Inadequate nutrition during pregnancy

Although malnutrition's effects on this group have been recognized for decades, there has been little measurable progress in addressing the specific nutritional problems of women and adolescent girls. Adequate nutrition, a fundamental cornerstone of any individual's health, is especially critical for women because inadequate nutrition wreaks havoc not only on women's own health but also on the health of their children.
Women with adequate stores of iron and other micronutrients are less likely to suffer fatal infections and are more likely to survive bleeding during and after childbirth. Women are more likely to suffer from nutritional deficiencies than men are, for reasons including women's reproductive biology, low social status, poverty, and lack of education.
During and after pregnancy, nutrition plays a crucial role in children’s health and development. Pregnancy, infancy and early childhood are the most significant periods of growth and development in the human life cycle.

Stunting is a known risk factor for obstetric complications such as obstructed labor and the need for skilled intervention during delivery, leading to injury or death for mothers and their newborns. They need protein, iron, and other micronutrients to support the adolescent growth spurt and meet the body's increased demand for iron during menstruation.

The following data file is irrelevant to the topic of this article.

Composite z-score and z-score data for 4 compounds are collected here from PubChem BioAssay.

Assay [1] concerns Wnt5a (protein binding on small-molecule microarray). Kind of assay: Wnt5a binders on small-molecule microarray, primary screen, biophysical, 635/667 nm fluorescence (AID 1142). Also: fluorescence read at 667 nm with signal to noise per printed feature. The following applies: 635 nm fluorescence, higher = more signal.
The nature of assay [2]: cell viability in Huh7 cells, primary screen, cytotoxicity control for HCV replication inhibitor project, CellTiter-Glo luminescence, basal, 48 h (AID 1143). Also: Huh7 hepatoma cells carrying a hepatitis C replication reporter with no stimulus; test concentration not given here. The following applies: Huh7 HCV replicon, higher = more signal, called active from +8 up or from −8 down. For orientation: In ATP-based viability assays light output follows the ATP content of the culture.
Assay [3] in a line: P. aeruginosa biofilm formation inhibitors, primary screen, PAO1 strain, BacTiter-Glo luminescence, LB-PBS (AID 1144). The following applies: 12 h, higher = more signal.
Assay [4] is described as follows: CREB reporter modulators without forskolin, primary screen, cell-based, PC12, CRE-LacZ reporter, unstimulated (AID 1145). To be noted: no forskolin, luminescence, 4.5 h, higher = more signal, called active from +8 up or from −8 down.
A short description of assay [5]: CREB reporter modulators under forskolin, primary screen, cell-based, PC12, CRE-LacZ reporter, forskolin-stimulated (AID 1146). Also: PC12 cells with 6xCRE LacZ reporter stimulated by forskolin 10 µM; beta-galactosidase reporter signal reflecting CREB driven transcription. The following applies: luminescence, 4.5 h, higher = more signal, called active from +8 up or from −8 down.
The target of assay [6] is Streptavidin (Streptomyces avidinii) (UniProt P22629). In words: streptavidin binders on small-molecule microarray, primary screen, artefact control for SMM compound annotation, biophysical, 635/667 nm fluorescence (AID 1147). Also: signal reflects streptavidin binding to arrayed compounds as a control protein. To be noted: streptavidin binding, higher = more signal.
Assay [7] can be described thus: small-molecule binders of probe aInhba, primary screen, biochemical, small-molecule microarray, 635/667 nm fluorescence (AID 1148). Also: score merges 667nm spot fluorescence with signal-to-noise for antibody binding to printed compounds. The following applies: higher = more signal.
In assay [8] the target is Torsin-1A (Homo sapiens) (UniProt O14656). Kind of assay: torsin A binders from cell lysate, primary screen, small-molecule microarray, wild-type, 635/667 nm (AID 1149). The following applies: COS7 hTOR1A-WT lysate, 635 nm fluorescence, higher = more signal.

Nutrition education can help mothers make better choices and know “what to eat,” enabling them to improve their eating habits and those of their child. This should be a priority before pregnancy, during pregnancy, breastfeeding, early childhood and all stages of the life cycle. Globally, 50 percent of all pregnant women are anemic, and at least 120 million women in less developed countries are underweight.2 Research shows that being underweight hinders women's productivity and can lead to increased rates of illness and mortality.
Adolescents who become pregnant are at greater risk of various complications since they may not yet have finished growing.

Improving women's nutrition can also help nations achieve three of the Millennium Development Goals, which are commonly accepted as a framework for measuring development progress (see Table 1).
Pregnant adolescents who are underweight or stunted are especially likely to experience obstructed labor and other obstetric complications. This brief discusses the importance of improving women's nutrition and suggests policy options for achieving positive change.

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